Post processing, or editing, photos is as important as taking the photo. There are a number of applications that are popular for editing photos and a common feature they include is to save and use presets. Everyone getting into editing photos eventually gets curious about the presets and wonders if they should use presets to edit photos. This isn’t an easy question to answer.
What is a preset?
When editing a photo, everything that can be changed, or rather that has been changed, can be saved into a preset to define a “look.” They are a template of a style for editing a photo. They’re useful for keeping a series of photos with the same look and feel or if you want to replicate a look at a later time. Since presets can be saved, people have begun making their own and selling them online.
Presets are marketed in two different ways, as film emulation tools and to help beginner photographers enhance their photos. With the popularity of Instagram’s “retro” or “vintage” photo filters, people of all skill levels began to find ways to replicate the look in their regular work. This sparked a growing demand and interest in the film look of filters and presets. A resurgence of film photography has also contributed to this as some photographers are curious about the film look but might be uncomfortable shooting film.
If you’re searched for anything photography-related and been on Facebook, you might have seen advertisements to automatically enhance your photography with Lightroom presets. The sample image doesn’t show a stylized photo, but a before and after image of a poorly exposed photo and one that has been properly corrected. These are targeted towards photographers that aren’t very experienced in photo editing. There are a variety of presets that range from promises to magically fix any problem to stylizing your photos like Instagram and most are meant for either the lazy or inexperienced. There’s nothing wrong with that, but be sure to know why you’re using a preset.
Why use them?
I am mixed on using presets and you should form your own opinion. Don’t worry, I won’t judge. I believe using the beginner presets is a great way to learn post processing, if you don’t rely on them. Some people learn better by seeing how things work rather than trial and error or just diving in. A preset can show how a photo can look and the settings applied from the preset are reflected in the sliders and other tools of Lightroom, Capture One, or other photo editor you use. This means you can apply a preset and see what the author did to create that look. Best practice is to adjust those settings to ensure a correct exposure and contrast , plus it aids in teaching you how the various settings affect the image.
The film presets are OK too in that they offer you to replicate an image style that hasn’t been seen much for quite some time. They’re also trendy right now and grant you access to act on the trend. However, trends are never permanent. They come and go over time and change in popularity. Trends can also leave you looking dated after they pass. To avoid this, try to be tasteful in the presets you use.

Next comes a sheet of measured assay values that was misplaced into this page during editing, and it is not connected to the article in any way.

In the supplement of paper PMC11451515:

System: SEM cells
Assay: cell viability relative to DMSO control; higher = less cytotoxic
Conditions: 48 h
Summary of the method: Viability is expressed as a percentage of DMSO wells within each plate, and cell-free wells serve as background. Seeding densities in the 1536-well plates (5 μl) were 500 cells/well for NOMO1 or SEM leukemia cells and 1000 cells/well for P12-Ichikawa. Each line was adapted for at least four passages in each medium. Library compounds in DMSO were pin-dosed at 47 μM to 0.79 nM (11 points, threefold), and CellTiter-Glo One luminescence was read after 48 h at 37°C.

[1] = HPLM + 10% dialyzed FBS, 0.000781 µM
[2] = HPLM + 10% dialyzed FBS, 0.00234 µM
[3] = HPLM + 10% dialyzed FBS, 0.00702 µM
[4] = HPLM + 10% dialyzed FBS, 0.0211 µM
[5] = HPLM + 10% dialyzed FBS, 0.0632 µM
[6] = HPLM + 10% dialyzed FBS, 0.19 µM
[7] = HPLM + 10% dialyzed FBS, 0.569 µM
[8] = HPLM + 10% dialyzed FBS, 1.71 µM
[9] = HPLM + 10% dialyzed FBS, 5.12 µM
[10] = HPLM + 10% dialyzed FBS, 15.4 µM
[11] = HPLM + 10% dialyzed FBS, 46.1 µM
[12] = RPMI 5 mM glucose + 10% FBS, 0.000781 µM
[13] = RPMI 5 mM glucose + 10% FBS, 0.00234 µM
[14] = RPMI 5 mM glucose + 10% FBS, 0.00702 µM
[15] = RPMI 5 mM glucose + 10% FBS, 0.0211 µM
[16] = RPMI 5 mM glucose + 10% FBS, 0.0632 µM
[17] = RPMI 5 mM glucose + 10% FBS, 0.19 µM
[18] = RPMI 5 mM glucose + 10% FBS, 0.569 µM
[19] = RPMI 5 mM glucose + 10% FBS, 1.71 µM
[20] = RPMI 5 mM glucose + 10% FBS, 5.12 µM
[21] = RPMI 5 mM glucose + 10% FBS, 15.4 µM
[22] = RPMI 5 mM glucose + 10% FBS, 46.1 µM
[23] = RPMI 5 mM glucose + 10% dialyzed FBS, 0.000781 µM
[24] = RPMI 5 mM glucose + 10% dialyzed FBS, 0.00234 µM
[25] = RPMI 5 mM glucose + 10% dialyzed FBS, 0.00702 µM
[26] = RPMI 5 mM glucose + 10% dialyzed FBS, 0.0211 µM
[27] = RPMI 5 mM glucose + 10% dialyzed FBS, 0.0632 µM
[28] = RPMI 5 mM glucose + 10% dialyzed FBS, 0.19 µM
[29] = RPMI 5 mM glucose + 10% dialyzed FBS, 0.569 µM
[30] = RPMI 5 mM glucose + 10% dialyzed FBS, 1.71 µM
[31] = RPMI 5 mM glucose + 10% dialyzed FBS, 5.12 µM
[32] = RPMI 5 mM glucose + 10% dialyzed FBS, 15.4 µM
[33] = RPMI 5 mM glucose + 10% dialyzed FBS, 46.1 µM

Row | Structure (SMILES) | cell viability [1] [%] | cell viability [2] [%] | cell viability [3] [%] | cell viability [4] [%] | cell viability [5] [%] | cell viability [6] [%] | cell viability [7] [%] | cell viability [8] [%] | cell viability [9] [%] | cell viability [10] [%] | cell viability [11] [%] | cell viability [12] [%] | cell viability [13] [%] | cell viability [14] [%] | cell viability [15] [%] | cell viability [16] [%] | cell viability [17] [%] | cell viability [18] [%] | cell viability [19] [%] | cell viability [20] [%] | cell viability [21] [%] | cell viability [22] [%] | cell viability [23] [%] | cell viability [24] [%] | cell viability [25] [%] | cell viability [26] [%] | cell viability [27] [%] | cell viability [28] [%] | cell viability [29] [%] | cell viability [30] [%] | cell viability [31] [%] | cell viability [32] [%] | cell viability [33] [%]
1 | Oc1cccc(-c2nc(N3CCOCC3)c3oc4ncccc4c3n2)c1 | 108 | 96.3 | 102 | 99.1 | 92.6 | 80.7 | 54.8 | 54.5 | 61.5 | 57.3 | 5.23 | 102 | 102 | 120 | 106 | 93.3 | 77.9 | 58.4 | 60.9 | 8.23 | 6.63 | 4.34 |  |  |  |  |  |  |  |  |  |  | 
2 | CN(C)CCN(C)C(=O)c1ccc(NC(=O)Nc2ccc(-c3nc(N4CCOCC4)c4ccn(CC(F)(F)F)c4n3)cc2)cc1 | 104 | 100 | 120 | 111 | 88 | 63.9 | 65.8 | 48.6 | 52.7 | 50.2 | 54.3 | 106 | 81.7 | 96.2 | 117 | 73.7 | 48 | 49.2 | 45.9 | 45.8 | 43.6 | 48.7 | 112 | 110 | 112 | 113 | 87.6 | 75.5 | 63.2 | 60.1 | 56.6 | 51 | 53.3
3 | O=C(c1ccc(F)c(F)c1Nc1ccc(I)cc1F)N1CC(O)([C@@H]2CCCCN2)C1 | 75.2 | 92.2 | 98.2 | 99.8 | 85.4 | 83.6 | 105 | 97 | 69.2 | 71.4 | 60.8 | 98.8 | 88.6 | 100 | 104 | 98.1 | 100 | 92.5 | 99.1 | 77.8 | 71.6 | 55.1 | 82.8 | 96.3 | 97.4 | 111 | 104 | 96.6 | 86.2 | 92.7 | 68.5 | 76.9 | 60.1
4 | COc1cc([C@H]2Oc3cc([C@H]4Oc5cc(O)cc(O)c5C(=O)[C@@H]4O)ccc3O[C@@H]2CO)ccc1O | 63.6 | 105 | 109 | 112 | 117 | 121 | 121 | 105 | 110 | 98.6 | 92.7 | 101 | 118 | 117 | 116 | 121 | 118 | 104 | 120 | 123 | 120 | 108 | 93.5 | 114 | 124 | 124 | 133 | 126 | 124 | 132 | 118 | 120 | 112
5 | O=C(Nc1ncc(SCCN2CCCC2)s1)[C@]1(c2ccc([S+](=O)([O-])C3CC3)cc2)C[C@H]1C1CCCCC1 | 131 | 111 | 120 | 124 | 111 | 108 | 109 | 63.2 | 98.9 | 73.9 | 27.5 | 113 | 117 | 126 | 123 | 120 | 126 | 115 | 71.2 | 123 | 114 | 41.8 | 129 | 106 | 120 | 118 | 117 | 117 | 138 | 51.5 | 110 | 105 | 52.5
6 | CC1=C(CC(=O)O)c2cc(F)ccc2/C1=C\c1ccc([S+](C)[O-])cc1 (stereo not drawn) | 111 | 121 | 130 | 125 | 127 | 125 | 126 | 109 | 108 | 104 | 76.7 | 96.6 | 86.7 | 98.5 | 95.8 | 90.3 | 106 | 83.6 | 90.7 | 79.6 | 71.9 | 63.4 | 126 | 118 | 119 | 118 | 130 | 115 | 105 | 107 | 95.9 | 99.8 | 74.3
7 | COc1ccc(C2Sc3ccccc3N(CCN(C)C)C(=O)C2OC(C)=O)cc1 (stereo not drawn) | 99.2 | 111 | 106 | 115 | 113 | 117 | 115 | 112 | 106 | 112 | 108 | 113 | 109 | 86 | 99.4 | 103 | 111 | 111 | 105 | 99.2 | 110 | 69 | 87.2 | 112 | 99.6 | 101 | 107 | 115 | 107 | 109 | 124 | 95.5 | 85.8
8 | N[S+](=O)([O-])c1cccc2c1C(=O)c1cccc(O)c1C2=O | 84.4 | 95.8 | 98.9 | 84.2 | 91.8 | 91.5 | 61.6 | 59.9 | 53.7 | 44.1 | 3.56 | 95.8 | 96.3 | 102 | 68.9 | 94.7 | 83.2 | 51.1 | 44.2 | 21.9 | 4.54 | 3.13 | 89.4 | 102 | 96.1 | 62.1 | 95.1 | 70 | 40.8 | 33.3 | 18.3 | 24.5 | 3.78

Another reason presets are helpful is to save time. When you have dozens or hundreds of photos to edit, applying a preset to them can minimize the work needed while keeping them all looking consistent. Exposure and perhaps white balance on a few photos might be needed rather than editing each photo. Ideally, you’d create your look and feel yourself on the first image or maybe over the first couple in different scenes, then save it and apply it to the rest of the images. This process could start with applying a preset and modifying it, then copying it to other images.
Why not to use them?
I already brought up the idea that presets can be trendy and leave your work looking dated. That’s not the only reason not to use presets to edit photos. They can become a cop-out for learning how to use the photo editing software. If the presets do a good enough job that further adjustments aren’t made and you’re too afraid to make adjustments, you’ll never learn how to post-process photos.
Additionally, if one set of presets becomes overwhelmingly popular and, hypothetically, a large number of photographers are using it, there’s little differentiation in look and feel of your work. You could blend in with the already saturated photography industry rather than stand out. This goes along with trends. By sticking to what’s trendy, you conform to everyone else and don’t stand out. Standing out and showing talent can lead to more work, sales, fame, etc.
Finally, presets take away from you developing your own style. What often defines an artist is how his work is presented. When someone else defines a cookie-cutter style for your art, you lose a part of your identity. Your work is being presented in the eye of another artist — the one that created the preset. Sure, you can modify it or you can argue that you chose it as your style, but someone else created the style. It becomes a mixture of your composition and someone else’s style. By editing your own photos completely on your own, you’re more likely to develop a look and style that defines you as an artist.
Let me know what you think. If you use presets, how do you use them?